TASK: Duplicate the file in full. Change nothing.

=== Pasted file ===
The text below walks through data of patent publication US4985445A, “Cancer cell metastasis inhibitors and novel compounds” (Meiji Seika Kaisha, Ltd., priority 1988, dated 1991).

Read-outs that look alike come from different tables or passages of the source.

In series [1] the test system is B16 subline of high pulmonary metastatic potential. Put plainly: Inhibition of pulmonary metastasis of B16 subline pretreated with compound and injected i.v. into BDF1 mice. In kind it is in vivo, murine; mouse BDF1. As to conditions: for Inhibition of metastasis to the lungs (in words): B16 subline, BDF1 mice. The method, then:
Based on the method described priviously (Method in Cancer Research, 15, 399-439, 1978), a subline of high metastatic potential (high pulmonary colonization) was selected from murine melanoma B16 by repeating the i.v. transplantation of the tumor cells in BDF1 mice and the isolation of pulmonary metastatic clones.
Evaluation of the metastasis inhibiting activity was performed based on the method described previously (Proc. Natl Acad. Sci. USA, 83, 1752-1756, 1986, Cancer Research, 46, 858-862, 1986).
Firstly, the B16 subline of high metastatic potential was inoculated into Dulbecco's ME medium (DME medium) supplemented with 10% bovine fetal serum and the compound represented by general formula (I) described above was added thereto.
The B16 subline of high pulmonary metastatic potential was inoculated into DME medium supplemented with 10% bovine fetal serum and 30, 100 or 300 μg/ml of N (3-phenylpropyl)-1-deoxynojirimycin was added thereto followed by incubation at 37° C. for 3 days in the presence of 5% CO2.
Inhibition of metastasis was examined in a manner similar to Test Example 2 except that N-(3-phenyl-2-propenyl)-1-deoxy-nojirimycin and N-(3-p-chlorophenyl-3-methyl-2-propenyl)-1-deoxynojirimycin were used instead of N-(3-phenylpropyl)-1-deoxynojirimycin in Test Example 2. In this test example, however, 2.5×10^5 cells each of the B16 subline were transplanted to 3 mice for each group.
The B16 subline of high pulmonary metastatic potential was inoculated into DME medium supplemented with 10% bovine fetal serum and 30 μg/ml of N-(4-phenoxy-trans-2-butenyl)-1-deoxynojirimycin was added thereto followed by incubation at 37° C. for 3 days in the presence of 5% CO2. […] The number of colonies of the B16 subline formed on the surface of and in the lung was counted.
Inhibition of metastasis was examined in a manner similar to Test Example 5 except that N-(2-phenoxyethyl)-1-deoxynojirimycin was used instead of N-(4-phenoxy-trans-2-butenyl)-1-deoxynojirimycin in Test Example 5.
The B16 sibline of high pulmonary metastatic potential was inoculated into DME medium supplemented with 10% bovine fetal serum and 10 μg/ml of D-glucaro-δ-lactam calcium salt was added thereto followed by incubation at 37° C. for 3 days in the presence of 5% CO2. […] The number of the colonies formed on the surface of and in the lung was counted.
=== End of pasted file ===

The text below walks through data of patent publication US4985445A, “Cancer cell metastasis inhibitors and novel compounds” (Meiji Seika Kaisha, Ltd., priority 1988, dated 1991).

Read-outs that look alike come from different tables or passages of the source.

In series [1] the test system is B16 subline of high pulmonary metastatic potential. Put plainly: Inhibition of pulmonary metastasis of B16 subline pretreated with compound and injected i.v. into BDF1 mice. In kind it is in vivo, murine; mouse BDF1. As to conditions: for Inhibition of metastasis to the lungs (in words): B16 subline, BDF1 mice. The method, then:
Based on the method described priviously (Method in Cancer Research, 15, 399-439, 1978), a subline of high metastatic potential (high pulmonary colonization) was selected from murine melanoma B16 by repeating the i.v. transplantation of the tumor cells in BDF1 mice and the isolation of pulmonary metastatic clones.
Evaluation of the metastasis inhibiting activity was performed based on the method described previously (Proc. Natl Acad. Sci. USA, 83, 1752-1756, 1986, Cancer Research, 46, 858-862, 1986).
Firstly, the B16 subline of high metastatic potential was inoculated into Dulbecco's ME medium (DME medium) supplemented with 10% bovine fetal serum and the compound represented by general formula (I) described above was added thereto.
The B16 subline of high pulmonary metastatic potential was inoculated into DME medium supplemented with 10% bovine fetal serum and 30, 100 or 300 μg/ml of N (3-phenylpropyl)-1-deoxynojirimycin was added thereto followed by incubation at 37° C. for 3 days in the presence of 5% CO2.
Inhibition of metastasis was examined in a manner similar to Test Example 2 except that N-(3-phenyl-2-propenyl)-1-deoxy-nojirimycin and N-(3-p-chlorophenyl-3-methyl-2-propenyl)-1-deoxynojirimycin were used instead of N-(3-phenylpropyl)-1-deoxynojirimycin in Test Example 2. In this test example, however, 2.5×10^5 cells each of the B16 subline were transplanted to 3 mice for each group.
The B16 subline of high pulmonary metastatic potential was inoculated into DME medium supplemented with 10% bovine fetal serum and 30 μg/ml of N-(4-phenoxy-trans-2-butenyl)-1-deoxynojirimycin was added thereto followed by incubation at 37° C. for 3 days in the presence of 5% CO2. […] The number of colonies of the B16 subline formed on the surface of and in the lung was counted.
Inhibition of metastasis was examined in a manner similar to Test Example 5 except that N-(2-phenoxyethyl)-1-deoxynojirimycin was used instead of N-(4-phenoxy-trans-2-butenyl)-1-deoxynojirimycin in Test Example 5.
The B16 sibline of high pulmonary metastatic potential was inoculated into DME medium supplemented with 10% bovine fetal serum and 10 μg/ml of D-glucaro-δ-lactam calcium salt was added thereto followed by incubation at 37° C. for 3 days in the presence of 5% CO2. […] The number of the colonies formed on the surface of and in the lung was counted.